In the southern part of the empire, Möngke Khan himself led his army did not complete the conquest of China. Military operations were generally successful, but prolonged, so the forces did not withdraw to the north as was customary when the weather turned hot. Disease ravaged the Mongol forces with bloody epidemics, and Möngke died there on 11 August 1259. This event began a new chapter in the history of the Mongols.
Möngke’s brother Hulagu broke off his successful military advance into Syria, withdrawing the bulk of his forces to Mughan and leaving only a small contingent under his general Kitbuqa. The opposing forces in the region, the Christian Crusaders and Muslim Mamluks, both recognizing that the Mongols were the greater threat, took advantage of the weakened state of the Mongol army and engaged in an unusual passive truce with each other.
In a separate part of the empire, Kublai Khan, another brother of Hulagu and Möngke, heard of the great khan’s death at the Huai River in China. Rather than returning to the capital, he continued his advance into the Wuchang area of China, near the Yangtze River. Their younger brother Ariqboke took advantage of the absence of Hulagu and Kublai, and used his position at the capital to win the title of great khan for himself, with representatives of all the family branches proclaiming him as the leader at the kurultai in Karakorum.
Battles ensued between the armies of Kublai and those of his brother Ariqboke, which included forces still loyal to Möngke’s previous administration.
In the south, after the fall of Xiangyang in 1273, the Mongols sought the final conquest of the Song dynasty in South China. In 1271, Kublai renamed the new Mongol regime in China as the Yuan dynasty and sought to sinicize his image as Emperor of China to win the control of the Chinese people. Kublai moved his headquarters to Dadu, the genesis for what later became the modern city of Beijing. His establishment of a capital there was a controversial move to many Mongols who accused him of being too closely tied to Chinese culture.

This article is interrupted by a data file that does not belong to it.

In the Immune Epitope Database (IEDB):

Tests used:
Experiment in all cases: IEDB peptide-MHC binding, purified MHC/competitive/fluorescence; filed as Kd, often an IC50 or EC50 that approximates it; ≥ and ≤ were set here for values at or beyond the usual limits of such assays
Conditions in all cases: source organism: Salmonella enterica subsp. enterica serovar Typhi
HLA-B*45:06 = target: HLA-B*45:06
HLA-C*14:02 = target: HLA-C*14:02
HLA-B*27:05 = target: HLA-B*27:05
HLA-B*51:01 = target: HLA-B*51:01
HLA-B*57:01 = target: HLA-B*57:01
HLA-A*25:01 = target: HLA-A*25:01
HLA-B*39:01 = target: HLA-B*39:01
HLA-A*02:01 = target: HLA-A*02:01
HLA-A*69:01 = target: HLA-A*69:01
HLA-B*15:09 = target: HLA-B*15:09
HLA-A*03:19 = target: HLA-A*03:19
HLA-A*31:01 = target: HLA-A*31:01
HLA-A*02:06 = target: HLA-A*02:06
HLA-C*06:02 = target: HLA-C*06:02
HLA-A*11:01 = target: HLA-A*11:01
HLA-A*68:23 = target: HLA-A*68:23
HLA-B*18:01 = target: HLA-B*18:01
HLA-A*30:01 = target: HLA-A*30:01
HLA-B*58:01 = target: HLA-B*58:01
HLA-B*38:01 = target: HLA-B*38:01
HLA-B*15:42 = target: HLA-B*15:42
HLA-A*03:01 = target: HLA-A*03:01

Major changes occurred in the Mongol Empire in the late 1200s. Kublai Khan, after having conquered all of China and established the Yuan dynasty, died in 1294. He was succeeded by his grandson Temür Khan, who continued Kublai’s policies. At the same time the Toluid Civil War, along with the Berke–Hulagu war and the subsequent Kaidu–Kublai war, greatly weakened the authority of the great khan over the entirety of the Mongol Empire and the empire fractured into autonomous khanates, the Yuan dynasty and the three western khanates: the Golden Horde, the Chagatai Khanate and the Ilkhanate. Only the Ilkhanate remained loyal to the Yuan court but endured its own power struggle, in part because of a dispute with the growing Islamic factions within the southwestern part of the empire.
Civil war erupted in the Yuan dynasty in 1328–29. After the death of Yesün Temür in 1328, Tugh Temür became the new leader in Dadu, while Yesün Temür’s son Ragibagh succeeded to the throne in Shangdu, leading to the civil war known as the War of the Two Capitals.
As the power of the Mongols declined, chaos erupted throughout the empire as non-Mongol leaders expanded their own influence. The Golden Horde lost all of its western dominions (including modern Belarus and Ukraine) to Poland and Lithuania between 1342 and 1369.
Increasingly isolated from their subjects, the Mongols quickly lost most of China to the rebellious Ming forces and in 1368 fled to their heartland in Mongolia. After the overthrow of the Yuan dynasty the Golden Horde lost touch with Mongolia and China.
The Mongol Empire — at its height the largest contiguous empire in history — had a lasting impact, unifying large regions. Some of these (such as eastern and western Russia and the western parts of China) remain unified today.
edited by staff